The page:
Friday, Aug. 7, 2020 | 9 a.m.
Created in the 1970s, disc golf is a sport similar in play to golf, with participants using discs (smaller frisbees), rather than golf balls, clubs and a tee. The object of the game, however, is essentially the same: Players try to get their discs into the goal in the fewest number of attempts.
As in golf, disc golf courses comprise 18 “holes” or targets. Courses are often free to use; they’re common in parks and recreational areas. Unlike holes on a golf course, however, the targets in disc golf are standing metal baskets. Even if you’ve never played disc golf, you’ve probably walked through a course without even knowing it.
According to the Professional Disc Golf Association (PDGA) website, there are more than 120,000 lifetime disc golf members across 54 countries. If you’d like to join them in this unique outdoor activity, here are a few simple steps to follow.
What you'll need
Disc golf requires minimal gear to get started, but some items, like discs, are essential for play. The game is appealing in part because of its affordability, especially compared with traditional golf. Andrew Reese, managing partner of Disc Golf Vegas, says in the three years he’s been playing disc golf, he’s spent less money than he would have on a single golf driver alone.
Opt for a beginner’s disc golf set, or buy the three main discs you’ll need separately. Those include a driver (the disc used to “tee off”), a mid-range disc (for closer shots) and a putter (your weapon of choice when attempting to sink a basket). The more you play, the better feel you’ll get for which discs are right for you. Expect to accumulate more as you go.
Discs are also divided by weight. Discgolfnow.com recommends starting with a disc between 160 and 172 grams. Speed is another variable, ranging from 1-14. Beginners should aim for a disc somewhere in the 4-9 range, per discgolfnow.com. A disc bag is helpful for carrying your new discs. For a typical right-handed, backhanded player, turn is the level at which the disc turns right during the beginning of its flight, and fade is the disc’s probability of turning left during its descent.
Where to play
“Disc golf is accessible, family-friendly and inexpensive,” Crystal Wood and Leah Koepp wrote in the Explorer’s Guide Las Vegas, adding, “All Las Vegas courses are free of charge, unless there’s a tournament going on.”
There are more than 8,000 disc golf courses throughout the world, at least 10 of them right here in Las Vegas and the surrounding area, per the PDGA website. Sunset Park, according to Koepp and Wood, boasts “possibly the seventh-oldest disc golf course in the nation,” dating back to 1978. “This park holds a lot of memories for children who grew up in the area before the population explosion,” Wood and Koepp write. The course, designed by Las Vegas disc golf pro and legend Vince Gardner, includes 24 targets.
Glossary of terms
• Basket: The target or goal at the end of each hole.
• Hole: Used relatively interchangeably with target, this refers to the entire area of play, including the tee, fairway, green and basket.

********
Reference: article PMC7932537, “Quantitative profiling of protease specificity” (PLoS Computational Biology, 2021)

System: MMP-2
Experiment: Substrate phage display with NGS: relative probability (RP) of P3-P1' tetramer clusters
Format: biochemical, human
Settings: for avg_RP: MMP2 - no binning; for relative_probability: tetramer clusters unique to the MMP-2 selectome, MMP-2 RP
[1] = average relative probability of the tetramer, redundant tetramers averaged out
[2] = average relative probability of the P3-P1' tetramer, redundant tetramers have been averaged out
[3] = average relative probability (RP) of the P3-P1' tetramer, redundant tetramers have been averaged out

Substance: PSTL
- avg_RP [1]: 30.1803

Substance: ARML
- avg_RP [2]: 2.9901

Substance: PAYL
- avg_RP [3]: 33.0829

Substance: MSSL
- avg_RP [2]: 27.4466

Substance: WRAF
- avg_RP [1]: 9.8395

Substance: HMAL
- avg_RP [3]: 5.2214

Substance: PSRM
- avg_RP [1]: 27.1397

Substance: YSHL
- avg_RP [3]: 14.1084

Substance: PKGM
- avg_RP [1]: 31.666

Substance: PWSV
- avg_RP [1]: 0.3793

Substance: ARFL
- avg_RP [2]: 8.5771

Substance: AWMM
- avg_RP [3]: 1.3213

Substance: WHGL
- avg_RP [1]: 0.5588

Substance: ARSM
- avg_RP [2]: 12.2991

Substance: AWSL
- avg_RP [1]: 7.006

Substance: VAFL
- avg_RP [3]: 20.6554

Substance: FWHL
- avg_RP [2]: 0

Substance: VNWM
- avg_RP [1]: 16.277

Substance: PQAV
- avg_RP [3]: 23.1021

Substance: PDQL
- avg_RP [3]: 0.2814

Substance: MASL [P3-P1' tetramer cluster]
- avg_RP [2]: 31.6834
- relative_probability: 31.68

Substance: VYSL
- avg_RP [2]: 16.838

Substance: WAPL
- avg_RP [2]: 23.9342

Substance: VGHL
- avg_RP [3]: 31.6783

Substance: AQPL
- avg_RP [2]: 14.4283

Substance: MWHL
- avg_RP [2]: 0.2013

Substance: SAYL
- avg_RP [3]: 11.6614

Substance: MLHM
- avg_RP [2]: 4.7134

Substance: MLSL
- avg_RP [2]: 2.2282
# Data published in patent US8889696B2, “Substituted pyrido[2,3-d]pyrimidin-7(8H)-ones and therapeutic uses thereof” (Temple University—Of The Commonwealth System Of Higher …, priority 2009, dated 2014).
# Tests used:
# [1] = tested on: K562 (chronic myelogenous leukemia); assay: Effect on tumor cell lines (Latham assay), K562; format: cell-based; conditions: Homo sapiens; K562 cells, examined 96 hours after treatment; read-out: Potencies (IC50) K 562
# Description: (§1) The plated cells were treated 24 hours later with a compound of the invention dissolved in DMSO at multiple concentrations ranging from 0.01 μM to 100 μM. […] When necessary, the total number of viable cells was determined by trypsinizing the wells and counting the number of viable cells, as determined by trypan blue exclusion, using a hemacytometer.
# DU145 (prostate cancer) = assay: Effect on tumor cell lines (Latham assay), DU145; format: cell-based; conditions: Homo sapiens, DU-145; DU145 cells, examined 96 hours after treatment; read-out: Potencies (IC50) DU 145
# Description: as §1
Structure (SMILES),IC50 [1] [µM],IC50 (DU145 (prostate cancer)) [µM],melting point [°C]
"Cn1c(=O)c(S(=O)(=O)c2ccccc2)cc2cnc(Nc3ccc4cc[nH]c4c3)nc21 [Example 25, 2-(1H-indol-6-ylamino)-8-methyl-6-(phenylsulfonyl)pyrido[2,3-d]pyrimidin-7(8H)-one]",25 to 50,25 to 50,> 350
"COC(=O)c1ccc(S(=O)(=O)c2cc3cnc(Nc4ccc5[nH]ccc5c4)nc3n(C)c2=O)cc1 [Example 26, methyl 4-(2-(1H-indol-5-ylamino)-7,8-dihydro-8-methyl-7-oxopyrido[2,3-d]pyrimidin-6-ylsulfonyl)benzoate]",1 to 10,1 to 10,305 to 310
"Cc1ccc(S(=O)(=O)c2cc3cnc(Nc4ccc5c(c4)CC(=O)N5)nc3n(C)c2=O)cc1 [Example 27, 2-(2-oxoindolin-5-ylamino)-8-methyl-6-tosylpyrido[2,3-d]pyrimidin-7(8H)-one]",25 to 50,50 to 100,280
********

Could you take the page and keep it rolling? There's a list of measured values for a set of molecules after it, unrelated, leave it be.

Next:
• Drive or stroke: A throw attempt.
• Escape shot: A throw used to get out of a tricky or difficult position.
• Putt: A disc thrown from 10 meters or less to the base of the target.
• LHBH: A left-handed, backhand throw.
• RHBH: A right-handed, backhand throw.
• Stability: How straight the disc flies during a throw.
• Ace: Like a “hole-in-one” in traditional golf, achieved by making the basket on the first drive on any hole.
• Birdie: Completing a hole one stroke below par.
• Par: As in traditional golf, the standard number of attempts a player has to get the disc into the basket on each hole.
• Bogey: Completing a hole one stroke above par.
Other Valley courses include:
• Mountain Crest: 4701 N. Durango Drive
• Peccole Ranch: 9501 Red Hills Road
• Sunset Park: 2601 E. Sunset Road
• North Las Vegas Municipal: 324 E. Brooks Ave.
• Red Ridge: 9135 W. Maule Ave.
• Fox Hill Park: 231 Antelope Ridge Drive
• Wildhorse Golf Club: 2100 W. Warm Springs Road
• Freedom Park: 850 N. Mojave Road
• Arroyo Grande: 298 N. Arroyo Grande Blvd.
• Lee Canyon: Ski lift area
Names to know
• Vince Gardner. “Vince is a legend,” Reese says. “He helped make it go from a park thing to a sport, and he worked with Sunset Park to get the first disc golf course built.”
• Donn Blake. As member #22 in the PDGA, Blake is an OG disc golfer, not just in Vegas but worldwide. (To put that into perspective, Reese is #125994). Blake joined the PDGA in 1976 and is also credited with bringing disc golf to the city. According to a 2017 article in Disc Golfer magazine, Blake was one of Nevada’s pioneers. “I got really fired up about Frisbee golf, so I started laying out object courses in Southern Nevada in the spring of 1970,” Blake told Disc Golfer. “I rented a wheeled cement mixer and poured the signs, the holes and the pads. It was a big job, but I had a whole bunch of golfers who couldn’t sleep at night waiting to get to work.” Eventually, Blake also assisted on the World Frisbee Championships in 1974 and hosted three Junior Frisbee Championships in Las Vegas.
• Cameron Messerschmidt. At 24 years old, the professional disc golf player already has 29 career wins and is sponsored by Gateway Disc Sports for the 2020 season after being sponsored by Prodigy Disc Golf in 2018.
• Jennifer Morgan. Currently playing in the Pro Masters Women 40+ division, this Incline Village resident holds the highest ranking in Nevada at No. 883.
Groups and resources
• Disc Golf Vegas (DGV)
• Las Vegas Disc Golf Club (LVDGC)
• Sin City Sisters Disc Golf League (women’s league)
• Lucky Disc Golf (a local disc golf shop in the Valley since 2017)
• Infinite Discs (online retailer)
This story appeared in Las Vegas Weekly.